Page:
A couple of young hippopotami receive instruction in the ease and pleasure of prayer in this vapid if well-meant outing.
When Harley and Hayley spot a silhouetted pelican sitting on a roof, they think it's an angel. Upon realizing that Pouch is corporeal, Harley is disappointed. He had momentarily hoped to have a close encounter with heaven, but, "We'll NEVER get that close to God." Not so, burbles Pouch. Anyone can be close to God. "That's what prayer is for!" But Harley's book, The Rules of Prayer, say that prayer is hard, he protests. Pouch is joined by a group of kibitzing animals who, rule by rule, contradict the prescriptions in the book and offer liberating encouragement. You don't have to wear special clothes or be in a special place; you don't have to kneel or fold your hands (an especial problem for animals); you can shout and laugh in your prayers. The text is purely pedestrian, unfurling line after line of purposive dialogue. The illustrations are bland cartoons with little to no subtlety in composition, color or expression. The result is a wholly didactic package that delivers a positive and worthwhile message with no art whatsoever.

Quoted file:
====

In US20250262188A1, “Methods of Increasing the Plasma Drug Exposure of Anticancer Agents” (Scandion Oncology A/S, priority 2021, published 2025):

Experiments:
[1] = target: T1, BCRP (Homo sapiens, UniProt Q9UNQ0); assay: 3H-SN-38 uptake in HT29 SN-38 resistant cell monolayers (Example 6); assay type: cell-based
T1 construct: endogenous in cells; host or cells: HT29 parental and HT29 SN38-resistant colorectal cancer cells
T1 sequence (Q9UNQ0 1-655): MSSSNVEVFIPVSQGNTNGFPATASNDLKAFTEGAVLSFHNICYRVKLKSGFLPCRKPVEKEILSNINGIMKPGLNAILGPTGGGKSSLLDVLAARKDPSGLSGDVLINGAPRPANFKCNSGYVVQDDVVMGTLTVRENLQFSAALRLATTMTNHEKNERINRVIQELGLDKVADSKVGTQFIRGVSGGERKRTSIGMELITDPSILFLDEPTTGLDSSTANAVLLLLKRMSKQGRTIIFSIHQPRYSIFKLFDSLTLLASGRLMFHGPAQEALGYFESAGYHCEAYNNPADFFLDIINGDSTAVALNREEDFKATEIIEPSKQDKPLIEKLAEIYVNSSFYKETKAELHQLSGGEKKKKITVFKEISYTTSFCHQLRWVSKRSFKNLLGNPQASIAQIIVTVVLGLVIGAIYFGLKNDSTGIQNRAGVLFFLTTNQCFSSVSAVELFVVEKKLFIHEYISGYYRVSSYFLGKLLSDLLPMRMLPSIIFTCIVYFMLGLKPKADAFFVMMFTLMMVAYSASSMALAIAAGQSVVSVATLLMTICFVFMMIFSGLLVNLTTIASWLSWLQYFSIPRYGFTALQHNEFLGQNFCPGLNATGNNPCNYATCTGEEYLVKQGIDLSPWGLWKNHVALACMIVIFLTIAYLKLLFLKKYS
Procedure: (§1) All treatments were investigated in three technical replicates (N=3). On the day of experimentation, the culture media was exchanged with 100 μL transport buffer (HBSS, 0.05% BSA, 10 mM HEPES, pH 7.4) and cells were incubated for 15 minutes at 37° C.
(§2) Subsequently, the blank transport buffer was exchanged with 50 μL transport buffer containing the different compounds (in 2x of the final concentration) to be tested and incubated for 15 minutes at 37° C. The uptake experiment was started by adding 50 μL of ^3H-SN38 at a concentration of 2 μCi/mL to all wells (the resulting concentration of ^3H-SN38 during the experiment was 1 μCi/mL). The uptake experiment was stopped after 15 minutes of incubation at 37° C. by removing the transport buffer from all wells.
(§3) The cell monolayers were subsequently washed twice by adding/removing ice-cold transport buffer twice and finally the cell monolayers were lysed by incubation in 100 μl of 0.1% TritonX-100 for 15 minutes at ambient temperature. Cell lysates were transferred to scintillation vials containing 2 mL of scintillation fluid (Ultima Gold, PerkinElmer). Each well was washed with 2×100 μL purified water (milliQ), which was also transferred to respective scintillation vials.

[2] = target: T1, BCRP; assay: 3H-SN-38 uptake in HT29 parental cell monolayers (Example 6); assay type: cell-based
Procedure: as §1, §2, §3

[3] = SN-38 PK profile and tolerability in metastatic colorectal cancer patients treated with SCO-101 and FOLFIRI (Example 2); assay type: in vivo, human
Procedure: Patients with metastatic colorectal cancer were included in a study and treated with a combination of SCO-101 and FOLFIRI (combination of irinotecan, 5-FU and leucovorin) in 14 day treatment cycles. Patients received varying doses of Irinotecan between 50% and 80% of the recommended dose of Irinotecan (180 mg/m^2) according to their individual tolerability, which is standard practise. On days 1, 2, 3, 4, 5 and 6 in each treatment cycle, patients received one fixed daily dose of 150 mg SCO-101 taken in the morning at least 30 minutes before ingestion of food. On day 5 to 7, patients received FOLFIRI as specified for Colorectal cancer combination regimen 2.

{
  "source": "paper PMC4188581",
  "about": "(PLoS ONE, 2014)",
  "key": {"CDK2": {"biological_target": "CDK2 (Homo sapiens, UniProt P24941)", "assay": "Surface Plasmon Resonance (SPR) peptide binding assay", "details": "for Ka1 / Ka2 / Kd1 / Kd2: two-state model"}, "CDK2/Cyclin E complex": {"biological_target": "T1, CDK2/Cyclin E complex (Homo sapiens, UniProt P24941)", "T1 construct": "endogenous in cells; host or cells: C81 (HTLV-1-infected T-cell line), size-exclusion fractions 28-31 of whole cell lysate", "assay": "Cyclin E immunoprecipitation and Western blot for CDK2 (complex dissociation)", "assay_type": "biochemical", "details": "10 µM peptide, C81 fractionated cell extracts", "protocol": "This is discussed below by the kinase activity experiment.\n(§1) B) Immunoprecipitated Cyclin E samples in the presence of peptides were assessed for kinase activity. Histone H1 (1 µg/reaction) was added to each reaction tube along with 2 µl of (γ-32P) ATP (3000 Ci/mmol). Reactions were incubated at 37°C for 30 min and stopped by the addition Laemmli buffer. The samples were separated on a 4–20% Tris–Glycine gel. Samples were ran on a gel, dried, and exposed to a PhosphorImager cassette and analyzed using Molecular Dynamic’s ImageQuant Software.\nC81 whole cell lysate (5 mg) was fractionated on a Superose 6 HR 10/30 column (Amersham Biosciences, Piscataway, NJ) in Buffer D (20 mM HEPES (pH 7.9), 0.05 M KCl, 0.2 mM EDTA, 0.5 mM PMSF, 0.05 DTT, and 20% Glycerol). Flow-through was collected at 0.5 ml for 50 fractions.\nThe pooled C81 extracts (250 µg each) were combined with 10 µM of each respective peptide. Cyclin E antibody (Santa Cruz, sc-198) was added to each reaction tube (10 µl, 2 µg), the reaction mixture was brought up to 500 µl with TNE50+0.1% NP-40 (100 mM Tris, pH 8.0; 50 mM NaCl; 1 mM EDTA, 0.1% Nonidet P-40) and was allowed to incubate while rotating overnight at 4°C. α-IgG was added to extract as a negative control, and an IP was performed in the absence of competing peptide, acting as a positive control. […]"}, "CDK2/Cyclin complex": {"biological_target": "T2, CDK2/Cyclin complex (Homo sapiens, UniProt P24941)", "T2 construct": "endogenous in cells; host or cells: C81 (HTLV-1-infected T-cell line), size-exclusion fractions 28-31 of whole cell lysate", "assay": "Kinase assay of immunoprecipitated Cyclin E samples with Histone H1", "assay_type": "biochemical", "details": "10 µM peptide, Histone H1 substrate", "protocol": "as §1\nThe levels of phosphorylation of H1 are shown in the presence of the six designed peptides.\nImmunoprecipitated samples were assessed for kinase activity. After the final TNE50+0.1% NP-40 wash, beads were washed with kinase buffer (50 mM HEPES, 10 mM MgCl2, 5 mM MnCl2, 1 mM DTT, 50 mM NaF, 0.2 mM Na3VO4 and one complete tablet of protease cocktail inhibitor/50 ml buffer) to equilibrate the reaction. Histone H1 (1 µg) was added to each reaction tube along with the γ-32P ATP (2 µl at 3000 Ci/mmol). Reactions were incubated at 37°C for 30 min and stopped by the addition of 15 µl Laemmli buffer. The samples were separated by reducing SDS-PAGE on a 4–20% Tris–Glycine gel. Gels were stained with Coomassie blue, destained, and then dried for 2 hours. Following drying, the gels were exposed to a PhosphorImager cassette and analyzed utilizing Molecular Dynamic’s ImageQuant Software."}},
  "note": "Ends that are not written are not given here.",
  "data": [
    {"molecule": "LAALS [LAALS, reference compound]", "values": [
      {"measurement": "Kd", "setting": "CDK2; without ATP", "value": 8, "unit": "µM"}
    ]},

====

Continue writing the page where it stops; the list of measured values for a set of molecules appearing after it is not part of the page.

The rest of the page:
Skip this treacle and opt for Rachel Rivett and Mique Moriuchi’s I Imagine (2011) or Vaunda Micheaux Nelson and Sean Qualls' Who Will I Be, Lord? (2009) for more artful treatments of children's communication with God. (Picture book/religion. 3-5)